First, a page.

Have a go at this 3D extension to the Pebbles problem.
These formulae are often quoted, but rarely proved. In this article, we derive the formulae for the volumes of a square-based pyramid and a cone, using relatively simple mathematical concepts.
What size square corners should be cut from a square piece of paper to make a box with the largest possible volume?
If you had 36 cubes, what different cuboids could you make?
What is the smallest cuboid that you can put in this box so that
you cannot fit another that's the same into it?
A group of children are using measuring cylinders but they lose the labels. Can you help relabel them?
The challenge for you is to make a string of six (or more!) graded cubes.
Cut differently-sized square corners from a square piece of paper
to make boxes without lids. Do they all have the same volume?
What size square should you cut out of each corner of a 10 x 10
grid to make the box that would hold the greatest number of cubes?
We went to the cinema and decided to buy some bags of popcorn so we
asked about the prices. Investigate how much popcorn each bag holds
so find out which we might have bought.
A box has faces with areas 3, 12 and 25 square centimetres. What is
the volume of the box?
This jar used to hold perfumed oil. It contained enough oil to fill
granid silver bottles. Each bottle held enough to fill ozvik golden
goblets and each goblet held enough to fill vaswik crystal. . . .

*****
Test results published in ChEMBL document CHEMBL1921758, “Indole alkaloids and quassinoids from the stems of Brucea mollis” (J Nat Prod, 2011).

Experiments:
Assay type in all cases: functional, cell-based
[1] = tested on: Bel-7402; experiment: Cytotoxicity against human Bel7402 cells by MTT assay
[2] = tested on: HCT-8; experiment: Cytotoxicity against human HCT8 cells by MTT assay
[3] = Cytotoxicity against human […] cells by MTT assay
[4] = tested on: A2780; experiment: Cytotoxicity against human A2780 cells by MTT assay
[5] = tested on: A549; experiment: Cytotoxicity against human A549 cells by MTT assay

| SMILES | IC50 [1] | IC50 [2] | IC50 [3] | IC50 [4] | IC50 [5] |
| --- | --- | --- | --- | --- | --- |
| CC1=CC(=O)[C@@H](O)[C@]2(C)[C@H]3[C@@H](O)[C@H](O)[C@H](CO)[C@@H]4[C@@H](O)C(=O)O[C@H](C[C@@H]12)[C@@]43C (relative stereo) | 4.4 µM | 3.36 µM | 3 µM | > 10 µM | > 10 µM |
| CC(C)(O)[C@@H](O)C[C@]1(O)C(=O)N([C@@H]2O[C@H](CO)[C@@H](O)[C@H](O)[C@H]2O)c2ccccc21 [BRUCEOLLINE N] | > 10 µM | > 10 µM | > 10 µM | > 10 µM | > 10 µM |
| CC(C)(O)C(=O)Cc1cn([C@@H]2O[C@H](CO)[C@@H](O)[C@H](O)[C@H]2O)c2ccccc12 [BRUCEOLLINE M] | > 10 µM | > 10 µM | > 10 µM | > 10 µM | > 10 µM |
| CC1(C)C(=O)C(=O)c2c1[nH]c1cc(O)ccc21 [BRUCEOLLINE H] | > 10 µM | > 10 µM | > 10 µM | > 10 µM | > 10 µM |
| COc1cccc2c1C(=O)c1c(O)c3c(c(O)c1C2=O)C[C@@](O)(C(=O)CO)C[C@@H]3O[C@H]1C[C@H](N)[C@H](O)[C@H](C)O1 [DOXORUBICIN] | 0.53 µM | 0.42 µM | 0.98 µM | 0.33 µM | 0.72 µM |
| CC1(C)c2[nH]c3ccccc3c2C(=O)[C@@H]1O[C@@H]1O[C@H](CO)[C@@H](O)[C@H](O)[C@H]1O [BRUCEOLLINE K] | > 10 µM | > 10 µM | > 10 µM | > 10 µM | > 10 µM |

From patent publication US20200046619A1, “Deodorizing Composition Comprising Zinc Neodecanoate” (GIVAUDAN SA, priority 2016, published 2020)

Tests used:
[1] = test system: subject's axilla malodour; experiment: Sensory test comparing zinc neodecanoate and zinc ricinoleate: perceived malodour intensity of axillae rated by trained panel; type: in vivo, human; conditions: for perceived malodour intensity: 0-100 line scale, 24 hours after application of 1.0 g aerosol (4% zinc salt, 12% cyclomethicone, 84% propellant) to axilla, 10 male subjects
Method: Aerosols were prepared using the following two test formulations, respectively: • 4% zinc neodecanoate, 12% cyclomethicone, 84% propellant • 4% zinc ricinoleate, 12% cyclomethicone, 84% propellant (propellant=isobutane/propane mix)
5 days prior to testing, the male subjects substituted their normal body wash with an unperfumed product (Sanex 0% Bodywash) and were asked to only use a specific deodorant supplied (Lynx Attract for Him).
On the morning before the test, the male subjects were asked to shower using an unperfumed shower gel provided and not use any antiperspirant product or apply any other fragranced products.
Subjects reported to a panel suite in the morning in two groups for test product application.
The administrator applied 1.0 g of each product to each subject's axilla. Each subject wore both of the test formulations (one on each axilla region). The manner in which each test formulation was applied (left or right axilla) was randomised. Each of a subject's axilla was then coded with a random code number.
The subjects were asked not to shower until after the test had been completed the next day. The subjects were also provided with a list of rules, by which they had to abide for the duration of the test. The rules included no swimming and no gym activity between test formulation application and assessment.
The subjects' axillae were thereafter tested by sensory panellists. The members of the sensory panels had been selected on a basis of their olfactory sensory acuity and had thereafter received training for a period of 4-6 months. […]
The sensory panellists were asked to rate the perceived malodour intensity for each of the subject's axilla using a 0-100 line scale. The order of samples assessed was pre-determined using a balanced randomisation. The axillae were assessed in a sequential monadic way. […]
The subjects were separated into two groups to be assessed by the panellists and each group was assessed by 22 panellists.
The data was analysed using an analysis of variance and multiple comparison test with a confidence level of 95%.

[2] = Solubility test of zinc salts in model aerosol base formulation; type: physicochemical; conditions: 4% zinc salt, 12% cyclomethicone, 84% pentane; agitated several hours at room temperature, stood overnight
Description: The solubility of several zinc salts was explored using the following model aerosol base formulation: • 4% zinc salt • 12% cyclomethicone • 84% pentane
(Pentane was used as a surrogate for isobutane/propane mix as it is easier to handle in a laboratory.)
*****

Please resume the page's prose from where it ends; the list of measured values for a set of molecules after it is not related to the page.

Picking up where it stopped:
How will you find out how much a tank of petrol costs?
What happens to the area and volume of 2D and 3D shapes when you
What is the largest cuboid you can wrap in an A3 sheet of paper?
In the ancient city of Atlantis a solid rectangular object called a
Zin was built in honour of the goddess Tina. Your task is to
determine on which day of the week the obelisk was completed.
What is the greatest volume you can get for a rectangular (cuboid)
parcel if the maximum combined length and girth are 2 metres?
Here's a chance to work with large numbers...
An activity for high-attaining learners which involves making a new cylinder from a cardboard tube.
According to Plutarch, the Greeks found all the rectangles with
integer sides, whose areas are equal to their perimeters. Can you
find them? What rectangular boxes, with integer sides, have. . . .
If I don't have the size of cake tin specified in my recipe, will the size I do have be OK?
Can you sketch graphs to show how the height of water changes in
different containers as they are filled?
Can you rank these sets of quantities in order, from smallest to largest? Can you provide convincing evidence for your rankings?
My measurements have got all jumbled up! Swap them around and see
if you can find a combination where every measurement is valid.